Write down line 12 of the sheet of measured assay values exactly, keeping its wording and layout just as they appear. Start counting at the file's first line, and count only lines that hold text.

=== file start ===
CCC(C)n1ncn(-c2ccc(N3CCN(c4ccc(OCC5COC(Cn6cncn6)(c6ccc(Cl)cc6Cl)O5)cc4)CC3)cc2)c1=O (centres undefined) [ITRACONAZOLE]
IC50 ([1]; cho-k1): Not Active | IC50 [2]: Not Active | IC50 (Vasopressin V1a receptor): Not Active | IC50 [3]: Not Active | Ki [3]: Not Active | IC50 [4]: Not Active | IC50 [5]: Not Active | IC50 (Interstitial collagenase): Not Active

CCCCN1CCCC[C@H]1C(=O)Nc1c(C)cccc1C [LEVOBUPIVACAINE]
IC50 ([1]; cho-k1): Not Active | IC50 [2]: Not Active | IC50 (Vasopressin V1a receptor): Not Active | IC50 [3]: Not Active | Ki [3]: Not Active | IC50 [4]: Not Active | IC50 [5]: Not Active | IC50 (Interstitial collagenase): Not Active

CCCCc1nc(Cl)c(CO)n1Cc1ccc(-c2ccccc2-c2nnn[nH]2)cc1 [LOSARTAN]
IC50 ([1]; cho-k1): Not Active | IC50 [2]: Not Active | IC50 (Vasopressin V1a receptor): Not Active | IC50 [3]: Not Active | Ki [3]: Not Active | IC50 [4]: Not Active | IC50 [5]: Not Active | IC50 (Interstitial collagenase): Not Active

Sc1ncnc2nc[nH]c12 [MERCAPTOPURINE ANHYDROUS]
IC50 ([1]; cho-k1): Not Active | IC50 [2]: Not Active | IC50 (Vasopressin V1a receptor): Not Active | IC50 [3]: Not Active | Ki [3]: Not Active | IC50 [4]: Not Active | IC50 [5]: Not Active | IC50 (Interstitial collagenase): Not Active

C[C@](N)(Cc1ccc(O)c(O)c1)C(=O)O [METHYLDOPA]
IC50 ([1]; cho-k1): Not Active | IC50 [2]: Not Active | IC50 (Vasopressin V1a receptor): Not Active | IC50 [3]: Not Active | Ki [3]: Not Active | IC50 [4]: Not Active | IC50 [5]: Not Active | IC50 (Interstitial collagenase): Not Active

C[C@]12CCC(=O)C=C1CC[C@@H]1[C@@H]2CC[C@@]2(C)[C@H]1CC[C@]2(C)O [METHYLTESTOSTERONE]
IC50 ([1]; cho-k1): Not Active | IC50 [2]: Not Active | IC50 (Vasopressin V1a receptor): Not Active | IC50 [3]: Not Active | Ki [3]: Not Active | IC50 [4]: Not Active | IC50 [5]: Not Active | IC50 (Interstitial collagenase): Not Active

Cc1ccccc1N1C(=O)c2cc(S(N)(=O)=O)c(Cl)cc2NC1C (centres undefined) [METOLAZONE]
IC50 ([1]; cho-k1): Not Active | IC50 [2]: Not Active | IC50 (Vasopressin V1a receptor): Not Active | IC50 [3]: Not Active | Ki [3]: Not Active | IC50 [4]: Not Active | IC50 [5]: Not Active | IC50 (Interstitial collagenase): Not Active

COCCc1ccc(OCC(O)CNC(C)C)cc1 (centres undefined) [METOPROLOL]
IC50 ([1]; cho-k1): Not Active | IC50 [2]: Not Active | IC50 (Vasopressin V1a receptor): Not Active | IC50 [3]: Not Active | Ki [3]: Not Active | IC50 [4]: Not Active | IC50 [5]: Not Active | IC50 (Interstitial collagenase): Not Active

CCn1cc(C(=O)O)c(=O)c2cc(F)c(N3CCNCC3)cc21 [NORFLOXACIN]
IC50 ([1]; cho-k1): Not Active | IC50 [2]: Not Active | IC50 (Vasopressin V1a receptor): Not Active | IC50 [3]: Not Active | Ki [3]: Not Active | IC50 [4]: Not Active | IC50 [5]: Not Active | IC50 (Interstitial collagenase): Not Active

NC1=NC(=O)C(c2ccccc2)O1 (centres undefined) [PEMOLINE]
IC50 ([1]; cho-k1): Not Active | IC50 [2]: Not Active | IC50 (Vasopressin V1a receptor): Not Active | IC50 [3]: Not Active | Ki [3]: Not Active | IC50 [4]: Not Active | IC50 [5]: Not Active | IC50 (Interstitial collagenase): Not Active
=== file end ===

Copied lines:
IC50 ([1]; cho-k1): Not Active | IC50 [2]: Not Active | IC50 (Vasopressin V1a receptor): Not Active | IC50 [3]: Not Active | Ki [3]: Not Active | IC50 [4]: Not Active | IC50 [5]: Not Active | IC50 (Interstitial collagenase): Not Active